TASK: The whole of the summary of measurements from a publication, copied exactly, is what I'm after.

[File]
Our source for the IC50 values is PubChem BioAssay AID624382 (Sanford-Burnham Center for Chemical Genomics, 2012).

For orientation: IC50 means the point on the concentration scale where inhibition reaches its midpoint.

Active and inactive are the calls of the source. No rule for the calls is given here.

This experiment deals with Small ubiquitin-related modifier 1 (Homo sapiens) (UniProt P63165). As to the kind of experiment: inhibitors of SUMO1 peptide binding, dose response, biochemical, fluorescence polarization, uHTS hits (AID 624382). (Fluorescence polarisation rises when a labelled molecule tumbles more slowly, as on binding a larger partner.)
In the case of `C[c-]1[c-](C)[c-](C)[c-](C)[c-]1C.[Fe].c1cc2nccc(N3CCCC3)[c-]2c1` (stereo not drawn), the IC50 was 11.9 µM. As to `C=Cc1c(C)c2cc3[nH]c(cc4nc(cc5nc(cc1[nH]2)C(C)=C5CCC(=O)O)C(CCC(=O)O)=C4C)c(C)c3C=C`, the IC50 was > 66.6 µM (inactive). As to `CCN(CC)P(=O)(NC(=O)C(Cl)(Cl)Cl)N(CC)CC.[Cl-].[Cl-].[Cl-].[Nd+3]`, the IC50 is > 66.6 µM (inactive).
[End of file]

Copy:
Our source for the IC50 values is PubChem BioAssay AID624382 (Sanford-Burnham Center for Chemical Genomics, 2012).

For orientation: IC50 means the point on the concentration scale where inhibition reaches its midpoint.

Active and inactive are the calls of the source. No rule for the calls is given here.

This experiment deals with Small ubiquitin-related modifier 1 (Homo sapiens) (UniProt P63165). As to the kind of experiment: inhibitors of SUMO1 peptide binding, dose response, biochemical, fluorescence polarization, uHTS hits (AID 624382). (Fluorescence polarisation rises when a labelled molecule tumbles more slowly, as on binding a larger partner.)
In the case of `C[c-]1[c-](C)[c-](C)[c-](C)[c-]1C.[Fe].c1cc2nccc(N3CCCC3)[c-]2c1` (stereo not drawn), the IC50 was 11.9 µM. As to `C=Cc1c(C)c2cc3[nH]c(cc4nc(cc5nc(cc1[nH]2)C(C)=C5CCC(=O)O)C(CCC(=O)O)=C4C)c(C)c3C=C`, the IC50 was > 66.6 µM (inactive). As to `CCN(CC)P(=O)(NC(=O)C(Cl)(Cl)Cl)N(CC)CC.[Cl-].[Cl-].[Cl-].[Nd+3]`, the IC50 is > 66.6 µM (inactive).